"Australia has kept faith with the US and we are endangering the Australians now by this wanton disregard for international law and multilateral channels," she said, referring to the invasion of Iraq.

Asked if she believed the terrorist threat to Australians was now greater because of the support for Republican George W. Bush, Ms Kerry said: "The most recent attack was on the Australian embassy in Jakarta -- I would have to say that."

Who benefits if America's allies are insulted or frightened out of the War on Terror? Certainly not American troops, who will face longer odds and deadlier dangers when the enemy sees how easily America can be isolated. The only beneficiary is John Kerry.

At the Republican convention, Zell Miller declared it wasn't John Kerry's patriotism but his judgment that is in doubt. I disagree. Why? Because John Kerry has behaved with the same careless disregard for American troops in the field before. That's the significance of the testimony he gave Congress about supposed war crimes committed by U.S. troops in Vietnam: his words were, as they are now, weapons used to incite additional violence against the armed forces of the country he purports to love. He never apologized for the damage his words caused on that first occasion, and he cannot be given the benefit of the doubt this time. The evidence suggests that the only military man he cares about is a two-faced veteran named John Kerry.

5. Kerry and the Swift Boat Vets

This is merely an addendum to the previous reason. Having failed to apologize for his slander of Vietnam troops, Kerry is clearly so unrepentant that he regards it as defensible to denounce 250 fellow veterans as liars and Republican shills. He's never cared a whit about his so-called band of brothers. He has no sense of personal honor. He is a nation unto himself.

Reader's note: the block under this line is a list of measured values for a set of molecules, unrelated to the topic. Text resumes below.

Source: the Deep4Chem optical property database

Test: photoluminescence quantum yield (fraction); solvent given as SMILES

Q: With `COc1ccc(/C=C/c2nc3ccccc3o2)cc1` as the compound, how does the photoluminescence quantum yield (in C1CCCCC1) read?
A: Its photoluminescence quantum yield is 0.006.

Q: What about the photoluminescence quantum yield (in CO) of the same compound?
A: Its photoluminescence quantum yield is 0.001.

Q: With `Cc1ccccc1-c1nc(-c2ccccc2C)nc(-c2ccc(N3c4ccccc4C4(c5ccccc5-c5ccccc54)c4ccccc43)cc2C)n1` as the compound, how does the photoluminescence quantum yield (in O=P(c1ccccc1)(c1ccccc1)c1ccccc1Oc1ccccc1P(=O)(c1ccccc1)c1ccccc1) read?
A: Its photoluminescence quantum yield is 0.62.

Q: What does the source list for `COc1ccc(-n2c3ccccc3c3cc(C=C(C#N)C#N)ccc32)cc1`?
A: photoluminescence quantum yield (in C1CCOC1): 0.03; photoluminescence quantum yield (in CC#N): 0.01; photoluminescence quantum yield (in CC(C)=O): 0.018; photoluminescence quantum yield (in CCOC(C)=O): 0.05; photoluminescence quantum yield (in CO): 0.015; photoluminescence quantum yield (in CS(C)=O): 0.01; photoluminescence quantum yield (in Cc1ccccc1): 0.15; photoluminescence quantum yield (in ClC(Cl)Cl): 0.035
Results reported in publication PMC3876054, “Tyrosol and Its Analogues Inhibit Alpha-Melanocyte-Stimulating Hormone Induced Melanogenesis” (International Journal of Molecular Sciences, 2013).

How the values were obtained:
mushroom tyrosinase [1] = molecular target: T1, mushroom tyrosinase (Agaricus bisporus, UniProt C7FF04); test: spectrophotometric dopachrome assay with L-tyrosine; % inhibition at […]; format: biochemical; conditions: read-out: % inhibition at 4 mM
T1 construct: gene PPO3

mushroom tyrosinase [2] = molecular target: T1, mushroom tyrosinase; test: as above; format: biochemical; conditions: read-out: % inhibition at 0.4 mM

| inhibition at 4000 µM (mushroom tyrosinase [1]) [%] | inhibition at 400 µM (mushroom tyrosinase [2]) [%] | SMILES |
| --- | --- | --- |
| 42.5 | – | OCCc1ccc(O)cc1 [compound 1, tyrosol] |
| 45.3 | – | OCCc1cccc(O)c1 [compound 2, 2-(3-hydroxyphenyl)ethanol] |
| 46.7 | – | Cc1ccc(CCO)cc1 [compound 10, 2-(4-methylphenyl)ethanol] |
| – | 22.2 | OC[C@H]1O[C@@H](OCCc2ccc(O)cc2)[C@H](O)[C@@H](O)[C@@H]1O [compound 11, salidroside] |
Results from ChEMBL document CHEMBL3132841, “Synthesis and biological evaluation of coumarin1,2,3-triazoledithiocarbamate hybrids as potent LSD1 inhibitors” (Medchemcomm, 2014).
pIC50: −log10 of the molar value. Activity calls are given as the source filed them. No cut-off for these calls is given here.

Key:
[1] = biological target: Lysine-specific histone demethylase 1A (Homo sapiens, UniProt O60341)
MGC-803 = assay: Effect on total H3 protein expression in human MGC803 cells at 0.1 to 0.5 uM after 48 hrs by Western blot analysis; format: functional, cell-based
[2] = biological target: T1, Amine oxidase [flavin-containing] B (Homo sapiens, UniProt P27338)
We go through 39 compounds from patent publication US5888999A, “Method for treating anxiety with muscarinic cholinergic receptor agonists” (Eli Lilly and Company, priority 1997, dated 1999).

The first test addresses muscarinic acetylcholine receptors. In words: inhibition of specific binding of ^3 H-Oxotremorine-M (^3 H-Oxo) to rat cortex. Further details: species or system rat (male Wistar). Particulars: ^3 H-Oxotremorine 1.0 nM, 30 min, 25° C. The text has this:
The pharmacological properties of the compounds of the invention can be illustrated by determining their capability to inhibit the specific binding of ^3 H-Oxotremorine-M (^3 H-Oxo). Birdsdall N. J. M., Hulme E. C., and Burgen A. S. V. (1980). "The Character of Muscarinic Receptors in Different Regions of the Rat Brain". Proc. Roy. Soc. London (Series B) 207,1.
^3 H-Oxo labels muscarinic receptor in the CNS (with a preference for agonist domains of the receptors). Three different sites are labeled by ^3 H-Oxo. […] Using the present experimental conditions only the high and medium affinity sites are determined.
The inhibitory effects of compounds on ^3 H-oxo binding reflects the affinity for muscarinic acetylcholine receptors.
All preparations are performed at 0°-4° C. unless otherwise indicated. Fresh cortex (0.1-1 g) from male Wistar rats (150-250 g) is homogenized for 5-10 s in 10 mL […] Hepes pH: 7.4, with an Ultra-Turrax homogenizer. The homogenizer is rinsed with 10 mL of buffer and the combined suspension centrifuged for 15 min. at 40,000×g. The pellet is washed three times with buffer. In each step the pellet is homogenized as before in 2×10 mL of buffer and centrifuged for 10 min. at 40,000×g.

6. Kerry and the Commander-in-Chief

It may be understandable if unacceptable that the Michael Moores of the nation forget that George W. Bush is our commander-in-chief in a time of war. There is no excuse for John Kerry to forget it. He is aspiring to be commander-in-chief. If he does not respect the office, he is not qualified to fill it.

There is no excuse for a presidential candidate to declare that the sitting President is "unfit for command" when American troops are in the field. There is no excuse for a presidential candidate to suggest that a draft status 30 years in the past has any bearing on the qualifications of a sitting president who has already served four years as commander-in-chief and has exposed himself to personal peril on multiple occasions. There is no excuse for a presidential candidate to imply that a sitting president is a coward when the office he is competing for has a 9-percent assassination rate and an 11-percent casualty rate. There is no excuse for a presidential candidate to undermine the perceived honor and integrity of the commander-in-chief in a time of war.

There are honorable ways of debating the alternatives in Iraq and in the War on Terror. But only a patriot would think to discover those ways in the poisonous world John Kerry helped bring into being thirty-some years ago.

What was it Chait said in his hymn of hate? A dullard lacking any moral constraints in his pursuit of partisan gain, loyal to no principle save the comfort of the very rich (read: himself), unburdened by any thoughtful consideration of the national interest.

Works for me. You're right, Jonathan. That does feel better.